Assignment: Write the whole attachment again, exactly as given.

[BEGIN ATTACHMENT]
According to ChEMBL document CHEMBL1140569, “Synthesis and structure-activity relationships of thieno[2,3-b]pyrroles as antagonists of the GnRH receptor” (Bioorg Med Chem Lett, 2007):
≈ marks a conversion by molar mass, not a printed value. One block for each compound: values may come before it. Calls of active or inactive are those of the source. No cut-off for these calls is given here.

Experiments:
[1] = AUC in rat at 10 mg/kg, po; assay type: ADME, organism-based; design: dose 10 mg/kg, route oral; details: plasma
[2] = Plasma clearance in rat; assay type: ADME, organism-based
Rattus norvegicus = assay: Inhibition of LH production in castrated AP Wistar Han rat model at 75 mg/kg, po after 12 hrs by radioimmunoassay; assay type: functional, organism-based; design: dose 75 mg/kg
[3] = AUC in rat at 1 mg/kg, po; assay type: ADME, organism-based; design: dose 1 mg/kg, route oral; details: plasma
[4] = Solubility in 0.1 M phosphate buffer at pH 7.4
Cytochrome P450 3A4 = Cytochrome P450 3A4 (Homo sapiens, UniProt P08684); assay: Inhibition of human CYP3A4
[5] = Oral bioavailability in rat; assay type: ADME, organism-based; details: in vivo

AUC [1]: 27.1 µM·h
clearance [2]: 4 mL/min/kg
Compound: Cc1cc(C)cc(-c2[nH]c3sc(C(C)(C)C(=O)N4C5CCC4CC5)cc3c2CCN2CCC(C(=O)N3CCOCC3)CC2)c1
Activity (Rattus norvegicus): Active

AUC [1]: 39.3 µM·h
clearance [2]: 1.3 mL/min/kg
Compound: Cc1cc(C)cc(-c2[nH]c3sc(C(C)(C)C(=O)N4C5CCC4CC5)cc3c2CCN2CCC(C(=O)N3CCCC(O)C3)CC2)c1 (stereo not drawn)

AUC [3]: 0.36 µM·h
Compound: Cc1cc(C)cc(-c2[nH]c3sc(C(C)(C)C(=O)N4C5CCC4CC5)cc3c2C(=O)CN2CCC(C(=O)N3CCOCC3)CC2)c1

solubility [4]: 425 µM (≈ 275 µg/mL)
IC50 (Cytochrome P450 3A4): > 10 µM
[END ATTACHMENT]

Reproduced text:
According to ChEMBL document CHEMBL1140569, “Synthesis and structure-activity relationships of thieno[2,3-b]pyrroles as antagonists of the GnRH receptor” (Bioorg Med Chem Lett, 2007):
≈ marks a conversion by molar mass, not a printed value. One block for each compound: values may come before it. Calls of active or inactive are those of the source. No cut-off for these calls is given here.

Experiments:
[1] = AUC in rat at 10 mg/kg, po; assay type: ADME, organism-based; design: dose 10 mg/kg, route oral; details: plasma
[2] = Plasma clearance in rat; assay type: ADME, organism-based
Rattus norvegicus = assay: Inhibition of LH production in castrated AP Wistar Han rat model at 75 mg/kg, po after 12 hrs by radioimmunoassay; assay type: functional, organism-based; design: dose 75 mg/kg
[3] = AUC in rat at 1 mg/kg, po; assay type: ADME, organism-based; design: dose 1 mg/kg, route oral; details: plasma
[4] = Solubility in 0.1 M phosphate buffer at pH 7.4
Cytochrome P450 3A4 = Cytochrome P450 3A4 (Homo sapiens, UniProt P08684); assay: Inhibition of human CYP3A4
[5] = Oral bioavailability in rat; assay type: ADME, organism-based; details: in vivo

AUC [1]: 27.1 µM·h
clearance [2]: 4 mL/min/kg
Compound: Cc1cc(C)cc(-c2[nH]c3sc(C(C)(C)C(=O)N4C5CCC4CC5)cc3c2CCN2CCC(C(=O)N3CCOCC3)CC2)c1
Activity (Rattus norvegicus): Active

AUC [1]: 39.3 µM·h
clearance [2]: 1.3 mL/min/kg
Compound: Cc1cc(C)cc(-c2[nH]c3sc(C(C)(C)C(=O)N4C5CCC4CC5)cc3c2CCN2CCC(C(=O)N3CCCC(O)C3)CC2)c1 (stereo not drawn)

AUC [3]: 0.36 µM·h
Compound: Cc1cc(C)cc(-c2[nH]c3sc(C(C)(C)C(=O)N4C5CCC4CC5)cc3c2C(=O)CN2CCC(C(=O)N3CCOCC3)CC2)c1

solubility [4]: 425 µM (≈ 275 µg/mL)
IC50 (Cytochrome P450 3A4): > 10 µM